#BookReview: The Autobiography of Mrs. Tom Thumb by Melanie Benjamin

Biographic Fiction

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For anyone who loves the historical novels of Sara Gruen, Geraldine Brooks, and E. L. Doctorow, a barnstorming tale of an irrepressible, brawling, bawdy era and the remarkable woman who had the courage to match the unique spirit of America’s Gilded Age.

She was only two feet, eight inches tall, but more than a century later, her legend reaches out to us. As a child, Mercy Lavinia “Vinnie” Warren Bump was encouraged to live a life hidden away from the public. Instead, she reached out to the immortal impresario P. T. Barnum, married the tiny superstar General Tom Thumb in the wedding of the century, and became the world’s most unexpected celebrity. Vinnie’s wedding captivated the nation, preempted coverage of the Civil War, and even ushered her into the White House. But her fame also endangered the person she prized most: her similarly sized sister, Minnie, a gentle soul unable to escape the glare of Vinnie’s spotlight. A barnstorming novel of the Gilded Age, The Autobiography of Mrs. Tom Thumb is the irresistible epic of a heroine who conquered the country with a heart as big as her dreams—and whose story will surely win over yours.

Several months ago, I stumbled over a documentary entitled The Seven Dwarfs of Auschwitz. The broadcast centers on the Ovitz family and after watching it, I went looking for a fictional account of their lives and experiences. Unfortunately for me, their story has not yet inspired an author to put pen to paper, but by the time I discovered that fact, I was dead set on finding a book that featured an individual with dwarfism in the title role. My search for such a title inevitable led to Melanie Benjamin’s The Autobiography of Mrs. Tom Thumb.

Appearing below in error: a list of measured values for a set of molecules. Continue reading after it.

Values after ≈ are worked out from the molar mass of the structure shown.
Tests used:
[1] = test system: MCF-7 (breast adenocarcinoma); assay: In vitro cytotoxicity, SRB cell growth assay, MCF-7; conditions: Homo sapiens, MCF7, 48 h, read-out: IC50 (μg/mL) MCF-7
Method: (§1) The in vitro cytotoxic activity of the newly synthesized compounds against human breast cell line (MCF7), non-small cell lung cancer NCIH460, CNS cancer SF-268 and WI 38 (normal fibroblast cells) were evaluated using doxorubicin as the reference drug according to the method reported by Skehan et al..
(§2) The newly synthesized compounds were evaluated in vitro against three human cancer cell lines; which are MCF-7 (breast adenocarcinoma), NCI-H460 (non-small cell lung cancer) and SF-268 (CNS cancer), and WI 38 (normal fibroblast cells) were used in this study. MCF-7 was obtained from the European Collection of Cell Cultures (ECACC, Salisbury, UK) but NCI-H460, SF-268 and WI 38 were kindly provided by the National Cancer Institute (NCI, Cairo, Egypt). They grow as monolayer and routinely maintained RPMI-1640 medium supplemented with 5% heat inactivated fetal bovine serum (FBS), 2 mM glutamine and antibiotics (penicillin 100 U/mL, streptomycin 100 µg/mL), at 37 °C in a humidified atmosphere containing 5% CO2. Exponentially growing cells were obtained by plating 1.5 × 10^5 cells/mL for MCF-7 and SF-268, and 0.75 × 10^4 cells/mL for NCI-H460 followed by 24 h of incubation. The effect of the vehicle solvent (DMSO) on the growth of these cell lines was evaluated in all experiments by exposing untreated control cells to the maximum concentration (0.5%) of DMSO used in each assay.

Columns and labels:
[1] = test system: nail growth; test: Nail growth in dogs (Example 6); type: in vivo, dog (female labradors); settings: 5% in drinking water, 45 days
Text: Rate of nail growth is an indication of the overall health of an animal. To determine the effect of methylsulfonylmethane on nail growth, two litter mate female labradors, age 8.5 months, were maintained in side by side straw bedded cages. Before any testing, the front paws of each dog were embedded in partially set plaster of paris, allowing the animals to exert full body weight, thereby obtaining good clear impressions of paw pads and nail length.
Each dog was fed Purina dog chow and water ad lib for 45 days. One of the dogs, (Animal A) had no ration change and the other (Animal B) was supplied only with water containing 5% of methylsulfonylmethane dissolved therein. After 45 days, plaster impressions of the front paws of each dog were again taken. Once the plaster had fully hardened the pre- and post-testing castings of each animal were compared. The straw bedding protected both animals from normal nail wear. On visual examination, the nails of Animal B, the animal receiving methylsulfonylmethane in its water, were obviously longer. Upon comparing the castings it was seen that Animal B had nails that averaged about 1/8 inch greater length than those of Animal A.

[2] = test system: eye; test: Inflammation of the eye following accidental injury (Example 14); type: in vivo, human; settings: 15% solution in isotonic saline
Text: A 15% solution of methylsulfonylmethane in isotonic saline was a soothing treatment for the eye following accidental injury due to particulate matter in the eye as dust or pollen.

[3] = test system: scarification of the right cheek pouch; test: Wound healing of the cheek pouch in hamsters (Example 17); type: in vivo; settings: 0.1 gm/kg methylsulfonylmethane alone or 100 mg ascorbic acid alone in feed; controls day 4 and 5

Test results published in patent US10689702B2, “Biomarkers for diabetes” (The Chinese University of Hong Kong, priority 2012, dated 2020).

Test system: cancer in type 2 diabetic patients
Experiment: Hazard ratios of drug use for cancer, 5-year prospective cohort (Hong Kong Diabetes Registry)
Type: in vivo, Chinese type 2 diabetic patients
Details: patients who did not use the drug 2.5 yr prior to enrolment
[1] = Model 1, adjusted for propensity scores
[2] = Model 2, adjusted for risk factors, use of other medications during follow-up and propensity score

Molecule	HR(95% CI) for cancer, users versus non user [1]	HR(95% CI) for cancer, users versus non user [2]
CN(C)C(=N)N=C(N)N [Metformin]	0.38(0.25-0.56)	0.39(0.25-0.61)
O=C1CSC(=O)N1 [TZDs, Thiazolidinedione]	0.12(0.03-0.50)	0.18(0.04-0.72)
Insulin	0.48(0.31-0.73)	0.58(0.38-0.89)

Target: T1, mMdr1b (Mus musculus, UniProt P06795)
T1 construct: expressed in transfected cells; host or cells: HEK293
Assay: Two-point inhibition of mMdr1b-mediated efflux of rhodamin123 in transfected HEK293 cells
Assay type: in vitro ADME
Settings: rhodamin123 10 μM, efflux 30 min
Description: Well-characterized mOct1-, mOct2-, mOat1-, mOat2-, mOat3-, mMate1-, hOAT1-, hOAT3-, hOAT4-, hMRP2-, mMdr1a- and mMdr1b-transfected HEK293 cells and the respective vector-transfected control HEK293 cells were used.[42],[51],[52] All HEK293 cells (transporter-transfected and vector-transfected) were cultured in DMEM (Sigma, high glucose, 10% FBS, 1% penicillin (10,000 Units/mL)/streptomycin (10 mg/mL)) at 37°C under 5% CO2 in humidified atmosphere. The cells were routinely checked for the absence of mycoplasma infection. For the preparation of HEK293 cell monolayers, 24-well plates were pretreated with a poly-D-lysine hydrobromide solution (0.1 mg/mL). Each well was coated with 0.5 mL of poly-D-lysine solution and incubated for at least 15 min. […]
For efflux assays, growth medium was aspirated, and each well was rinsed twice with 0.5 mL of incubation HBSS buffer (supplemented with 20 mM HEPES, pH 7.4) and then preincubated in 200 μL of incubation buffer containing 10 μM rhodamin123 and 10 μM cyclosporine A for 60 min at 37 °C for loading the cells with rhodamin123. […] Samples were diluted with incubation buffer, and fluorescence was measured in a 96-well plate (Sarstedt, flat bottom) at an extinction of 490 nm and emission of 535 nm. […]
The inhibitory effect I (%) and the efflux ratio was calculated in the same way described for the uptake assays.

Vinnie’s path to fame was inherently related to her size, but she did not allow her stature to define her and I love how Benjamin threaded that principle into the fabric of her narrative. The author does not shy away from the daily challenges of life as a little person, but her central themes are those of an ambitious and fiercely passionate woman, fighting to achieve her dreams and face down the world on her own terms. Excuse me for gushing, but I think that a beautiful message and couldn’t help admiring Benjamin for honing it on it as she did here.

The historic elements of the story, however, were less compelling. I found the details pertaining to the intricacies and eccentricities of P.T. Barnum’s amusements fascinating, but the intermission sequences that tied Vinnie’s life to larger world events such as the American Civil War seemed out of place, distracting, and detrimental to the already plodding pace of the narrative.

Though I love what the character represented, I also struggled with Vinnie’s arrogance and self-superiority. I often grew so frustrated with her that I wanted to scream and more than once considered abandoning the novel outright. I loved the supporting cast – Sylvia, Minnie, and Charles in particular – but Vinnie herself tested my patience.

Rating: ★ ★ ★ ☆ ☆
Obtained from: Personal Kindle Library
Read: June 5, 2017

“That's just it, don't you see? I don't want to be taken care of! I don't want be hidden away, a burden! I want to make my own way! To have a greater purpose!'”